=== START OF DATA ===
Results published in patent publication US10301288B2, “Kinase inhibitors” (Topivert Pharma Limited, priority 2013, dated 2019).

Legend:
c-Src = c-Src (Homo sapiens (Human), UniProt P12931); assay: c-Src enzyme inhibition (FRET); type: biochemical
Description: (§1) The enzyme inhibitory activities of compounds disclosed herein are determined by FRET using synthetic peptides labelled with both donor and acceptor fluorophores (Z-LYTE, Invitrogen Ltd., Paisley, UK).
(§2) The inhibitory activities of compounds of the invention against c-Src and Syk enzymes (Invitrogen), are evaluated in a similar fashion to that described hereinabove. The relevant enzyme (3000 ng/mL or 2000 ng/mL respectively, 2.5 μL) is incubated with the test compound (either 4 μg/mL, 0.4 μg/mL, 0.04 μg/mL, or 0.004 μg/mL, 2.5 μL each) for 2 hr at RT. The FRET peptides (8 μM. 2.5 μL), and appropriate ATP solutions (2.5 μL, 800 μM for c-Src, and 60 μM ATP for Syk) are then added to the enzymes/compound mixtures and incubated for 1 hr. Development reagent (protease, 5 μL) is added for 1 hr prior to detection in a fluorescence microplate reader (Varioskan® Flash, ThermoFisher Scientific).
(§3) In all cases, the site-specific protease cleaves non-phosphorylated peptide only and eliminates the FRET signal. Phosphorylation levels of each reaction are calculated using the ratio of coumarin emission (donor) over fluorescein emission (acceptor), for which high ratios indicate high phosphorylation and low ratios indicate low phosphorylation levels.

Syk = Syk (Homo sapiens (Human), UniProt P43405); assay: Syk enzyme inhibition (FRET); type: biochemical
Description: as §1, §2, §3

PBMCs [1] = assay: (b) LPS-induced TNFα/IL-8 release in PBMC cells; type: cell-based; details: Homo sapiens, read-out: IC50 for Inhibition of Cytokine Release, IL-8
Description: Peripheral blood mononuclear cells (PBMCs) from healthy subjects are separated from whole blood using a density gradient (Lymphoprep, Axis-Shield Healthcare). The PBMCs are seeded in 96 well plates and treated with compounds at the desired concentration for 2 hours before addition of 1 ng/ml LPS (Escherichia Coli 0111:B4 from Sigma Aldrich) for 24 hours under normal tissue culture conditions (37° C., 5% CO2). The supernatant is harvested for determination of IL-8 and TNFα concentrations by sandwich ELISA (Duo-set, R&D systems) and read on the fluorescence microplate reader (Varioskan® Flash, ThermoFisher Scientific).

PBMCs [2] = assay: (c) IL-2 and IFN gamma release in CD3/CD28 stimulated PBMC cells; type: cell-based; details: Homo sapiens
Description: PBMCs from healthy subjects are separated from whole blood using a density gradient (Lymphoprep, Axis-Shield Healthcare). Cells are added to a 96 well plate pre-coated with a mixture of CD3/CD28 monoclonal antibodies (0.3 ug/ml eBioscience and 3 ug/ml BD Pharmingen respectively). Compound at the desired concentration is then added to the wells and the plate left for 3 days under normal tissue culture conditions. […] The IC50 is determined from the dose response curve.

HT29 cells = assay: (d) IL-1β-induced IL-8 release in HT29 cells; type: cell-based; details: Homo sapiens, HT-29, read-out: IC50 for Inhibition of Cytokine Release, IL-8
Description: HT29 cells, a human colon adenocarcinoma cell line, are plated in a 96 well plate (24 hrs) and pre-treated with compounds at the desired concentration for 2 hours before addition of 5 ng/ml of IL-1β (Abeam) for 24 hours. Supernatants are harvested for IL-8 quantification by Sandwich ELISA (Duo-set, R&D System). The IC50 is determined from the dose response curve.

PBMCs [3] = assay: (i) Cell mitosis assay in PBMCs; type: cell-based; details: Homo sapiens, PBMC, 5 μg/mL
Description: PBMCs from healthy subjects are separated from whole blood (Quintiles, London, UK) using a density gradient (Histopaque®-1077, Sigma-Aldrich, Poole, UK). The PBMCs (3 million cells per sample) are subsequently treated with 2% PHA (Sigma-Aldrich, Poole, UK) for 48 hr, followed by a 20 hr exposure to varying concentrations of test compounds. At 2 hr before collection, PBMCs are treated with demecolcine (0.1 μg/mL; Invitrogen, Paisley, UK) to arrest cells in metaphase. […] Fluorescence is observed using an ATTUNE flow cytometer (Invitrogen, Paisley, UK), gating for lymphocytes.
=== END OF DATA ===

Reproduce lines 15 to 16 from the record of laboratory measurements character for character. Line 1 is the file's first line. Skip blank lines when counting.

PBMCs [3] = assay: (i) Cell mitosis assay in PBMCs; type: cell-based; details: Homo sapiens, PBMC, 5 μg/mL
Description: PBMCs from healthy subjects are separated from whole blood (Quintiles, London, UK) using a density gradient (Histopaque®-1077, Sigma-Aldrich, Poole, UK). The PBMCs (3 million cells per sample) are subsequently treated with 2% PHA (Sigma-Aldrich, Poole, UK) for 48 hr, followed by a 20 hr exposure to varying concentrations of test compounds. At 2 hr before collection, PBMCs are treated with demecolcine (0.1 μg/mL; Invitrogen, Paisley, UK) to arrest cells in metaphase. […] Fluorescence is observed using an ATTUNE flow cytometer (Invitrogen, Paisley, UK), gating for lymphocytes.